Pest guest list grows… and grows

ANCRAMDALE–No need to wait for Hollywood’s latest vampire/zombie/alien flick to be scared out of your britches. Just step outside.

As if the blazing sun, merciless heat and humidity weren’t enough, the summertime also offers a multitude of bad bugs and pesky plants to set your skin a-crawling.

Everyone should know by now about the dire consequences awaiting us should we fail to protect ourselves from ticks and mosquitoes, both of which are now in abundant supply.

As a special bonus this year, cicadas, those large, noisy, red-eyed, flying bugs are supposed to be making their once-every-17-years appearance to consume mass quantities of green stuff and breed.

But wait, there’s more, those in the know at the state Department of Environmental Conservation (DEC) and the Ancram Conservation Advisory Council (CAC), periodically alert us to new and improved insect and plant horrors we should be on the lookout for.

Here are just a few to contemplate while swaying in the hammock under your favorite tree:

The Asian Longhorned Beetle (ALB), Anoplophora glabripennis, is an invasive species in the area that threatens the hardwood trees. Though the bug “can easily be identified, it can only be controlled by destroying the infested trees,” according to a CAC alert. These beetles are just under two-inches long, have a shiny black outer skeleton and white spots. Their black-and-white antennae are as long as their bodies. They showed up in Chicago, arriving in wood material from China in the mid 1990s. They have an insatiable taste for hardwood trees, including maple, birch, horse chestnut, poplar, willow, elm and ash. An infested tree will generally die within a year or two.

Giant hogweed (Heracleum mantegazzianum) can grow to 14 feet high or more. It is a “Federally listed noxious weed. Its sap, in combination with moisture and sunlight, can cause severe skin and eye irritation, painful blistering, permanent scarring and blindness. Contact between the skin and the sap of this plant occurs either through brushing against the bristles on the stem or breaking the stem or leaves,” according to the DEC.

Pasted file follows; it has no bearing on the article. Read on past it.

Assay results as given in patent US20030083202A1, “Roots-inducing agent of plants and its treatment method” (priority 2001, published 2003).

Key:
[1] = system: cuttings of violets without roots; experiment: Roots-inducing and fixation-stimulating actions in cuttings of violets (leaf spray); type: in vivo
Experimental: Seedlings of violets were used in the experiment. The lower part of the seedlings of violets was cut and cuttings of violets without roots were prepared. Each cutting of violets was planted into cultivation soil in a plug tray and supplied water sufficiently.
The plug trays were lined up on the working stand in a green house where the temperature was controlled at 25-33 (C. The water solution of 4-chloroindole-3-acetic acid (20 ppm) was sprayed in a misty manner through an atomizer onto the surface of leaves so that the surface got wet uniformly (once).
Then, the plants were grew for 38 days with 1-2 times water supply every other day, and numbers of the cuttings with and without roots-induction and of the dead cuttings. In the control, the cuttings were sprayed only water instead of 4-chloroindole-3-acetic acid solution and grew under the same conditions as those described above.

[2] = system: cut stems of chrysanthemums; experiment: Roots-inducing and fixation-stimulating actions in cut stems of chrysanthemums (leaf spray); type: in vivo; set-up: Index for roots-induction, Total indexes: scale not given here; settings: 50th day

Those who get sap on their skin should wash the area with soap and water and stay out of sunlight for 48 hours. “This plant poses a serious health threat; see your physician if you think you have been burned by giant hogweed. If you think you have giant hogweed on your property, do not touch it,” says the DEC site, which also has a map indicating an “active giant hogweed plant site” in the vicinity of northeast Taghkanic/northwest Copake.

Emerald Ash Borer (Agrilus planipennis) was first discovered in the U.S. in 2002 in southeastern Michigan. These Asian beetles infest and kill North American ash species, including green, white, black and blue ash. All native ash trees are susceptible. Signs of infection include tree canopy dieback, yellowing and browning of leaves. Most trees die within two to four years of becoming infested. The emerald ash borer is responsible for the destruction of more than 50 million ash trees in the U.S. since its discovery. A DEC infestation map shows southwestern Columbia County is affected.

Garlic Mustard has become a major invasive plant in the past 10 years. Growing in the forest understory or along forest edges it also invades undisturbed forest habitats and has adapted to take advantage of trails, roadsides and areas where trees have been removed. It reproduces only by seed and has no natural enemies here. Sites invaded by garlic mustard tend to have low diversity of plants growing on the forest floor. It is widely believed that garlic mustard infestations displace native plants as well as change the environment for amphibians and insects.

Just be thankful Columbia County is not on the map of places infested with some nasty gunk called Didymo, a/k/a, rock snot, a microscopic algae that forms thick brown mats on stream bottoms and threatens aquatic habitat, biodiversity and recreational opportunities.

Not yet at least.

For more information about any of these pests visit the DEC website at www.dec.ny.gov.

To contact Diane Valden email .

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